Other supporters say the term “Redskin” is steeped in respect of our local history, as evidenced by James Fenimore Cooper’s novels and our art museum’s collection of Indian “artifacts.” “The Last of the Mohicans” is a captivity narrative, a popular and sexy literary genre when it was written, portraying indigenous people as a dying breed. Far from a dying breed, many indigenous people, including our neighbors of the Onondaga Nation, have proven themselves resilient and strong. Understandably, many indigenous people resent museums portraying their recent ancestors’ belongings as novelties from an archaic past. Another nickname could highlight prouder moments of our local history.
Still others argue against changing our school nickname for the sake of tradition, since our nickname apparently dates from the mid-1920’s. While I love tradition and its ability to teach us who we are, I am also wary that tradition may sometimes stop us from becoming who we ought to be. Our nation has a tradition of racism, and dare I use the g-word, genocide. It’s best to let go of some traditions.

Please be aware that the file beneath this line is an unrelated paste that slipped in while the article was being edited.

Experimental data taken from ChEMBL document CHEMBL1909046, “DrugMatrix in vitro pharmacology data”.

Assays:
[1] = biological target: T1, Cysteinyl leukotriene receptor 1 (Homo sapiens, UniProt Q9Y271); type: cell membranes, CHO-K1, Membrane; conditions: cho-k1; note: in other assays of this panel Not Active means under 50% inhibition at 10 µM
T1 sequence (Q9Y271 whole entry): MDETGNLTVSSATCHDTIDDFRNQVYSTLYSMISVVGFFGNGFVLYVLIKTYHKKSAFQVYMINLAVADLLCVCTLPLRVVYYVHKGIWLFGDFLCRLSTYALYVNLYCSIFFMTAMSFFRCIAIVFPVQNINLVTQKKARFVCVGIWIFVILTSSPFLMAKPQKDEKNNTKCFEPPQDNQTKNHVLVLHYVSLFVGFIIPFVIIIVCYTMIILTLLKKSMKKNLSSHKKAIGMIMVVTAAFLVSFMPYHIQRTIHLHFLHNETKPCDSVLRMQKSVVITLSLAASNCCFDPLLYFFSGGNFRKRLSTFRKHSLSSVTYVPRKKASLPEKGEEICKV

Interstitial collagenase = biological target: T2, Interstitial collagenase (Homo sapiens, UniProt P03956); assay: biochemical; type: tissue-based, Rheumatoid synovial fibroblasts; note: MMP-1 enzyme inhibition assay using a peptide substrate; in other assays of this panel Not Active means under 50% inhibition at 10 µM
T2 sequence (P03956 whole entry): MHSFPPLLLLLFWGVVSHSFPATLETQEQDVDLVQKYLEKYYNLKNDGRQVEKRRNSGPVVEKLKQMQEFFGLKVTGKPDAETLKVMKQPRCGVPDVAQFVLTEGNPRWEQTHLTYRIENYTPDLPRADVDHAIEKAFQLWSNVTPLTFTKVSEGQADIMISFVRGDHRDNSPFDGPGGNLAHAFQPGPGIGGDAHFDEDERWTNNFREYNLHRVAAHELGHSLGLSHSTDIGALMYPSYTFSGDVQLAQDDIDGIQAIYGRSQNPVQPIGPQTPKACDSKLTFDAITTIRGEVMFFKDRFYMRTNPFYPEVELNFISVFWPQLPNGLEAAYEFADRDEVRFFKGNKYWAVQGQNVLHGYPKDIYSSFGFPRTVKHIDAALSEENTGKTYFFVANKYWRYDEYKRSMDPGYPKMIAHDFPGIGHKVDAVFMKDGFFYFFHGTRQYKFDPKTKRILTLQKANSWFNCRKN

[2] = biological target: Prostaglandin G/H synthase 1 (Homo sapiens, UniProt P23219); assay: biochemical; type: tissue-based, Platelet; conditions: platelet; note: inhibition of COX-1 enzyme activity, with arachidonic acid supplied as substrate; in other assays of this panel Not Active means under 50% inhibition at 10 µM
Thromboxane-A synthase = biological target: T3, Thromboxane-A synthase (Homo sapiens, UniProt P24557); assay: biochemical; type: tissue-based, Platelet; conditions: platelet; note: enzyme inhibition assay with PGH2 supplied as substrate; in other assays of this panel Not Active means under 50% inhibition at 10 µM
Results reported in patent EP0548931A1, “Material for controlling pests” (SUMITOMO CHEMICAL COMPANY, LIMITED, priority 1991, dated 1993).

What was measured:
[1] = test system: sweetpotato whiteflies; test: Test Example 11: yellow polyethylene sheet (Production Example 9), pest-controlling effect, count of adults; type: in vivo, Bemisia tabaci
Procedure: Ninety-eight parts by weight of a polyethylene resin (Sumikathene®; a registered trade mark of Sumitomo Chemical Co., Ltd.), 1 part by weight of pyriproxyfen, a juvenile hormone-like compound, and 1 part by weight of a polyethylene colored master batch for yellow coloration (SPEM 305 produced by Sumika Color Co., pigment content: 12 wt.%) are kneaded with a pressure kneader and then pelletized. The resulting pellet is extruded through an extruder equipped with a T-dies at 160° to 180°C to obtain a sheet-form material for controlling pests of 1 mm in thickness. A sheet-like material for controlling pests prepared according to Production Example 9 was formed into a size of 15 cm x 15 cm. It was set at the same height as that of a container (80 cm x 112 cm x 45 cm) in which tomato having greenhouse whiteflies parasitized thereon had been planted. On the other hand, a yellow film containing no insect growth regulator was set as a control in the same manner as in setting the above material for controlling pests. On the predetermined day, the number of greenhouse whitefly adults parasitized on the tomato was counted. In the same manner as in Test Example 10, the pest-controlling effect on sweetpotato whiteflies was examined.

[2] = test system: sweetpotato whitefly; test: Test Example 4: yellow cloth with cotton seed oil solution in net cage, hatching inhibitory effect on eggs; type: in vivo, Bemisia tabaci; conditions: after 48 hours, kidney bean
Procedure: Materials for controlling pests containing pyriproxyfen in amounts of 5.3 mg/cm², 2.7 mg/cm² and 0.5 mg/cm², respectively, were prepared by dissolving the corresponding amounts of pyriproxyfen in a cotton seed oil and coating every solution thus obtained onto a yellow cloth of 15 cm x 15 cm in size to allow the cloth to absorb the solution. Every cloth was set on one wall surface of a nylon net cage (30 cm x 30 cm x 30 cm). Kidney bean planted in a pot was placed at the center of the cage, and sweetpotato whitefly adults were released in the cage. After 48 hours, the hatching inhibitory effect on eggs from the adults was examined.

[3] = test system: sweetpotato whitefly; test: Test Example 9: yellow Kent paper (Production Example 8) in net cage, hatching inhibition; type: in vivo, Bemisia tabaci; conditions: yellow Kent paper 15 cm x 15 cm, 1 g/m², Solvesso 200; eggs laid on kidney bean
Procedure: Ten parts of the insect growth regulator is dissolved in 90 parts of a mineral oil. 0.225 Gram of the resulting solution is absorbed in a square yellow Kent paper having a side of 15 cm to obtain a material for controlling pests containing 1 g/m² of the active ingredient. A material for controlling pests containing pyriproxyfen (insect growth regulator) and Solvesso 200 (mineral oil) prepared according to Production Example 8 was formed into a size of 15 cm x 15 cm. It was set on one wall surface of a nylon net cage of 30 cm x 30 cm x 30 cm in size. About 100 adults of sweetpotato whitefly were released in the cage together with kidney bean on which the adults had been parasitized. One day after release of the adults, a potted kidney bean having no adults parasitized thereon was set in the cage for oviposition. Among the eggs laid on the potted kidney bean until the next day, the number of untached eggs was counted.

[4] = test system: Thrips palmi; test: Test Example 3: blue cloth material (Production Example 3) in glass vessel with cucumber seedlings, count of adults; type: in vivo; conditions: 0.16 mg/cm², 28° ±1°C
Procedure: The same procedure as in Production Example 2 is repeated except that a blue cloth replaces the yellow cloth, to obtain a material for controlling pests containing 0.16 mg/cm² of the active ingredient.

I am not alone in suggesting that our nickname is hurtful. The NAACP, the NYS Department of Education, the US Civil Rights Commission, and numerous other organizations and governmental bodies have advocated against the use of Indian symbols and mascots. The Society of Indian Psychologists believes that the use of Indians as symbols and mascots, however well-intentioned, is “incongruous with the philosophy espoused by many Americans as promoting inclusivity and diversity.”
The American Psychological Association called for the retirement of Indian mascots in schools. Former APA President Ronald F. Levant, is quoted on their website. “The use of American Indian mascots as symbols in schools and university athletic programs is particularly troubling because schools are places of learning. These mascots are teaching stereotypical, misleading and too often, insulting images of American Indians. These negative lessons are not just affecting American Indian students; they are sending the wrong message to all students.” Dr. Lisa Thomas, APA Committee on Ethnic and Minority Affairs, goes further. “We know from the literature that oppression, covert and overt racism, and perceived racism can have serious negative consequences for the mental health of American Indian and Alaska native people. The discontinued use of American Indian mascots is a gesture to show that this kind of racism toward and the disrespect of, all people in our country and in the larger global context, will not be tolerated.”